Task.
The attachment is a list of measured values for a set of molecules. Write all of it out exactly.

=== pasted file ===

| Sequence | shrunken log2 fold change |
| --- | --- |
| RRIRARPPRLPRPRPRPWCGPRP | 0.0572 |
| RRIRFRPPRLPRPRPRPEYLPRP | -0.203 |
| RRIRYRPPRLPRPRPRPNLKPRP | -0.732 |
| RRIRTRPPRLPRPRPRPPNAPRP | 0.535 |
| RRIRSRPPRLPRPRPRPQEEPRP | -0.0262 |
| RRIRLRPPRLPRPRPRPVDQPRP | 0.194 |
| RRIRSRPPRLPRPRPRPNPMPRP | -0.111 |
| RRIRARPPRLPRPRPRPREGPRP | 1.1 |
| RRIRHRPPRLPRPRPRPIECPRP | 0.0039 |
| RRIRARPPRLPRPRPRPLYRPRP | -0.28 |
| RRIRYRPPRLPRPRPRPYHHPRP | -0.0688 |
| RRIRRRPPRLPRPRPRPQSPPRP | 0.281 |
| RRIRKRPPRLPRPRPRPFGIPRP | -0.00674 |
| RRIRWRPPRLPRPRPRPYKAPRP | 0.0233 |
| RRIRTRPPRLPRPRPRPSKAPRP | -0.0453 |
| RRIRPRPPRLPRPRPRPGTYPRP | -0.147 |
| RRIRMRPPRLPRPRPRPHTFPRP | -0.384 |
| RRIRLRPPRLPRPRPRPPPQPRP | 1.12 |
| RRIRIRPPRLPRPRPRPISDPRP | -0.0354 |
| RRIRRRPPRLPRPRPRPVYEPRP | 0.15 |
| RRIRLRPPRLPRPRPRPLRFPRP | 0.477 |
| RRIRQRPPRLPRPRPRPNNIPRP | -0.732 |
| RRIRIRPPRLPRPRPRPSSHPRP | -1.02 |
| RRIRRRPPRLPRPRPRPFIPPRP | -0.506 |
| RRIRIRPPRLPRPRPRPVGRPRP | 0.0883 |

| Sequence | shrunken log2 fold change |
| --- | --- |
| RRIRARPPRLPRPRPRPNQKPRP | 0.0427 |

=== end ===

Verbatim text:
| Sequence | shrunken log2 fold change |
| --- | --- |
| RRIRARPPRLPRPRPRPWCGPRP | 0.0572 |
| RRIRFRPPRLPRPRPRPEYLPRP | -0.203 |
| RRIRYRPPRLPRPRPRPNLKPRP | -0.732 |
| RRIRTRPPRLPRPRPRPPNAPRP | 0.535 |
| RRIRSRPPRLPRPRPRPQEEPRP | -0.0262 |
| RRIRLRPPRLPRPRPRPVDQPRP | 0.194 |
| RRIRSRPPRLPRPRPRPNPMPRP | -0.111 |
| RRIRARPPRLPRPRPRPREGPRP | 1.1 |
| RRIRHRPPRLPRPRPRPIECPRP | 0.0039 |
| RRIRARPPRLPRPRPRPLYRPRP | -0.28 |
| RRIRYRPPRLPRPRPRPYHHPRP | -0.0688 |
| RRIRRRPPRLPRPRPRPQSPPRP | 0.281 |
| RRIRKRPPRLPRPRPRPFGIPRP | -0.00674 |
| RRIRWRPPRLPRPRPRPYKAPRP | 0.0233 |
| RRIRTRPPRLPRPRPRPSKAPRP | -0.0453 |
| RRIRPRPPRLPRPRPRPGTYPRP | -0.147 |
| RRIRMRPPRLPRPRPRPHTFPRP | -0.384 |
| RRIRLRPPRLPRPRPRPPPQPRP | 1.12 |
| RRIRIRPPRLPRPRPRPISDPRP | -0.0354 |
| RRIRRRPPRLPRPRPRPVYEPRP | 0.15 |
| RRIRLRPPRLPRPRPRPLRFPRP | 0.477 |
| RRIRQRPPRLPRPRPRPNNIPRP | -0.732 |
| RRIRIRPPRLPRPRPRPSSHPRP | -1.02 |
| RRIRRRPPRLPRPRPRPFIPPRP | -0.506 |
| RRIRIRPPRLPRPRPRPVGRPRP | 0.0883 |

| Sequence | shrunken log2 fold change |
| --- | --- |
| RRIRARPPRLPRPRPRPNQKPRP | 0.0427 |